Ancient Monuments

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Hallgarth medieval hall and moat

A Scheduled Monument in Skipsea, East Riding of Yorkshire

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Latitude: 53.9748 / 53°58'29"N

Longitude: -0.2177 / 0°13'3"W

OS Eastings: 516995.23593

OS Northings: 454663.59748

OS Grid: TA169546

Mapcode National: GBR VQXG.NW

Mapcode Global: WHHFS.MCK5

Entry Name: Hallgarth medieval hall and moat

Scheduled Date: 30 October 1972

Last Amended: 15 December 1995

Source: Historic England

Source ID: 1013705

English Heritage Legacy ID: 26525

County: East Riding of Yorkshire

Civil Parish: Skipsea

Built-Up Area: Skipsea

Traditional County: Yorkshire

Lieutenancy Area (Ceremonial County): East Riding of Yorkshire

Church of England Parish: Skipsea All Saints

Church of England Diocese: York


The monument includes the site of a medieval hall and moat, on Hallgarth Hill
400m south east of Church Farm, on the southern side of the town of Skipsea.

A spread of medieval and post-medieval pottery, and probable building
materials are scattered across the ploughed field on the northern side of the
summit of the low natural hillock, roughly elliptical in form, called
Hallgarth Hill. The hill is surrounded by low-lying ground which regularly
floods in winter, and is composed of peat up to 5m thick.

There was once a shallow ditch feature around the north and eastern edge of
this hillock, which is interpreted as a moat, later reused as a field drain.
It has now been infilled through regular ploughing, and is no longer visible,
but will survive as a buried feature.

An excavation of this site was conducted by S R Harrison in 1970 which
confirmed the existence of a ditched enclosure here. The ditch measured about
300m by 170m, was 6m-7.5m wide and nearly 3m deep. Within this enclosure,
evidence of burning was found, and pottery dating to between 1450 and 1650.
Building materials in the form of large, shaped cobbles, some retaining traces
of mortar, have been removed from the ploughsoil and heaped along the field
boundary hedge line which divides the site across its east-west axis.
No evidence of the original building which stood here survives above the
ground, but foundations will be preserved below ground level and beneath the
depth of the present ploughing.

The most prominent site in this area is that of Skipsea motte castle on the
western side of the town. In 1271, an increment of 12 pence per annum appears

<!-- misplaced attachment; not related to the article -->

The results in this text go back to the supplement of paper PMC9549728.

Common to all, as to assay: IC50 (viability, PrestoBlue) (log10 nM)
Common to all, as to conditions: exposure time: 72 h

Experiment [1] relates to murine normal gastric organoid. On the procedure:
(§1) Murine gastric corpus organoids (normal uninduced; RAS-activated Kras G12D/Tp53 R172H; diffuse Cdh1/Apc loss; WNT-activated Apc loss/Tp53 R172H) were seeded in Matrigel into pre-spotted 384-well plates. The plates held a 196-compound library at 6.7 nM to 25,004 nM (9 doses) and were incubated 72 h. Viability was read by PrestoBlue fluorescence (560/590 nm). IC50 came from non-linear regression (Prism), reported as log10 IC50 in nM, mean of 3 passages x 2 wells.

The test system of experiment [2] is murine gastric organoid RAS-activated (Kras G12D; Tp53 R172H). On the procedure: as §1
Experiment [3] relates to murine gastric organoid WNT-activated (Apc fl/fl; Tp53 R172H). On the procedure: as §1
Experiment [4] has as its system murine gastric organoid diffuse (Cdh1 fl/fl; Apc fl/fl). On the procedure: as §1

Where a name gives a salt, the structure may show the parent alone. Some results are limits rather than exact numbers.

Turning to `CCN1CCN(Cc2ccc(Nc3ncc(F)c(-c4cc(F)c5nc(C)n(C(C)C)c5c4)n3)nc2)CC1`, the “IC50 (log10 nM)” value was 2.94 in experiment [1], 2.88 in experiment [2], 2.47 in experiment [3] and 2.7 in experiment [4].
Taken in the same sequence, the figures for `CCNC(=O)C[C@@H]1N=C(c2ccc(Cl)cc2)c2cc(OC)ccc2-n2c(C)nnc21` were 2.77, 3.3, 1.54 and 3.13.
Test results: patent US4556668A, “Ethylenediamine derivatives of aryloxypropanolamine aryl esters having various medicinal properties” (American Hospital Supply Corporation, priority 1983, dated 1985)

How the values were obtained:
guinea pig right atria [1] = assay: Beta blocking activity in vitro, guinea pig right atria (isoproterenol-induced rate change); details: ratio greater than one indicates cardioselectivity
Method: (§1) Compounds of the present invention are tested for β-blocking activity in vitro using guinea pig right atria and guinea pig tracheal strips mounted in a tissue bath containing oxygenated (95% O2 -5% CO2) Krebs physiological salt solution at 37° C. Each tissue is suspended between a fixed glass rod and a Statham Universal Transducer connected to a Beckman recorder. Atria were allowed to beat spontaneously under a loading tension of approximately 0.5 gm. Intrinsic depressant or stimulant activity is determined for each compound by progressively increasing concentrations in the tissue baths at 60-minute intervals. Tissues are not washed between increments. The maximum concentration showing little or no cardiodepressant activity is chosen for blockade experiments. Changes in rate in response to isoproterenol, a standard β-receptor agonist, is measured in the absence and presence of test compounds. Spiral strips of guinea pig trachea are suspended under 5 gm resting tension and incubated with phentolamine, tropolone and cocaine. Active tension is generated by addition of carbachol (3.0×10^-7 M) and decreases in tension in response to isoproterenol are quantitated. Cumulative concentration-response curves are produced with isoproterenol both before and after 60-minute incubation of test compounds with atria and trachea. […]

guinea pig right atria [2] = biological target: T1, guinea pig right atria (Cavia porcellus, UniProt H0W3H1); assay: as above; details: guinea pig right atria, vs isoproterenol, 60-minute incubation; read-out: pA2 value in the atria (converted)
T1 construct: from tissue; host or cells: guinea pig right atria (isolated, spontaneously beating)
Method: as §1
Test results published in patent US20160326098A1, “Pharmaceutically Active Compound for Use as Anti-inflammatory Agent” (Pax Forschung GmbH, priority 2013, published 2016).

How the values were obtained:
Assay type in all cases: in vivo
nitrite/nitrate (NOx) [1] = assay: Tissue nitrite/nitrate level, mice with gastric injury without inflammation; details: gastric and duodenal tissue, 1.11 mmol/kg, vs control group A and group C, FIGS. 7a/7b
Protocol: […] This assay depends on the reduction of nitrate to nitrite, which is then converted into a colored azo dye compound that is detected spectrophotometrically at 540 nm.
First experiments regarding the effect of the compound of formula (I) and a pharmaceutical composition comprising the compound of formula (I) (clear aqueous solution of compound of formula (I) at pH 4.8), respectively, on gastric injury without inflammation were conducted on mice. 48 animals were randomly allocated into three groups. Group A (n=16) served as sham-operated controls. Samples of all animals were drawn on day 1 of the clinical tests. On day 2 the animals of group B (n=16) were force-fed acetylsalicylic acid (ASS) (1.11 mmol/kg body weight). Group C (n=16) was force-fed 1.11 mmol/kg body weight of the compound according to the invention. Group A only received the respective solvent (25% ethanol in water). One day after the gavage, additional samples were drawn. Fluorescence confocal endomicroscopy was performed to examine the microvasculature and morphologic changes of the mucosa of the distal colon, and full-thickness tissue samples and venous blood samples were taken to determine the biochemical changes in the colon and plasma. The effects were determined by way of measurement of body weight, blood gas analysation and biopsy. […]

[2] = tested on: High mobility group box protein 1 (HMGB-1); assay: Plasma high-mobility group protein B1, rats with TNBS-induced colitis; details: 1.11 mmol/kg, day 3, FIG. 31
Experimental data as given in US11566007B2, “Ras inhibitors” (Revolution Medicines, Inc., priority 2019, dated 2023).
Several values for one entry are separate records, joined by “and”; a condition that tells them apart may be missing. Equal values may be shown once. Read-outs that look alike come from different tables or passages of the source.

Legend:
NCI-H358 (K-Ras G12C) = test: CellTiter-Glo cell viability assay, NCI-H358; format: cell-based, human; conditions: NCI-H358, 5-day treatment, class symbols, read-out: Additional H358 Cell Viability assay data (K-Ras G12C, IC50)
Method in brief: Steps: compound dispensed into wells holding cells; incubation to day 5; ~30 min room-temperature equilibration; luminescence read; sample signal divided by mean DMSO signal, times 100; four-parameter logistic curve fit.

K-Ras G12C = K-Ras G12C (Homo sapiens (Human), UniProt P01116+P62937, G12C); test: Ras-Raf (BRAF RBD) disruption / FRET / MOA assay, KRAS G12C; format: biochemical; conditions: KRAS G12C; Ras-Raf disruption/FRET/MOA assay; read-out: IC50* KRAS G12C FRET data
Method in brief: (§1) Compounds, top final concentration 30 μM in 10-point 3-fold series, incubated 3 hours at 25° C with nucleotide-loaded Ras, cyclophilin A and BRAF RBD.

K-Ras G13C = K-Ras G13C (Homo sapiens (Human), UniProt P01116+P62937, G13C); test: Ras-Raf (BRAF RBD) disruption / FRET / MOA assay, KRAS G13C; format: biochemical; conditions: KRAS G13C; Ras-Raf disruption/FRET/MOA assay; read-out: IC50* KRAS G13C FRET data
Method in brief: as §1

among the Cleton rents for a `domus' (residence) of the Guild of the Blessed
Mary in Skipsea, although the site of Cleton village is now lost under the
North Sea.

Tradition maintains that the hall here was destroyed during the Civil War.
All modern fencing is excluded from the scheduling, although the ground
beneath it is included.

The site of the monument is shown on the attached map extract.
It includes a 2 metre boundary around the archaeological features,
considered to be essential for the monument's support and preservation.

Source: Historic England

Reasons for Scheduling

Around 6,000 moated sites are known in England. They consist of wide ditches,
often or seasonally water-filled, partly or completely enclosing one or more
islands of dry ground on which stood domestic or religious buildings. In some
cases the islands were used for horticulture. The majority of moated sites
served as prestigious aristocratic and seigneurial residences with the
provision of a moat intended as a status symbol rather than a practical
military defence. The peak period during which moated sites were built was
between about 1250 and 1350 and by far the greatest concentration lies in
central and eastern parts of England. However, moated sites were built
throughout the medieval period, are widely scattered throughout England and
exhibit a high level of diversity in their forms and sizes. They form a
significant class of medieval monument and are important for the understanding
of the distribution of wealth and status in the countryside. Many examples
provide conditions favourable to the survival of organic remains.

Although no remains of the monument remain above ground, both moat and
building foundations will survive as buried features, and provide important
evidence of the medieval occupation of this area, some of which has been lost
to the ingression of the sea along this coast. The form of the site, using a
natural hillock surrounded by a moat, is unusual, and suggests that the
surrounding landscape was too wet and unsuitable for settlement.

Source: Historic England


Books and journals
Le Paturel, J, The Moated Sites of Yorkshire: Monograph Series No. 5, (1973), 116
Poulson, G, History and Antiquities of the Segniory of Holderness, (1831)
Bastow, M.E., AM107, (1989)
Bastow, M.E., AM107, (1990)
Humberside SMR, Sites and Monuments Records Sheet, (1994)
Walker, J., AM107, (1983)

Source: Historic England

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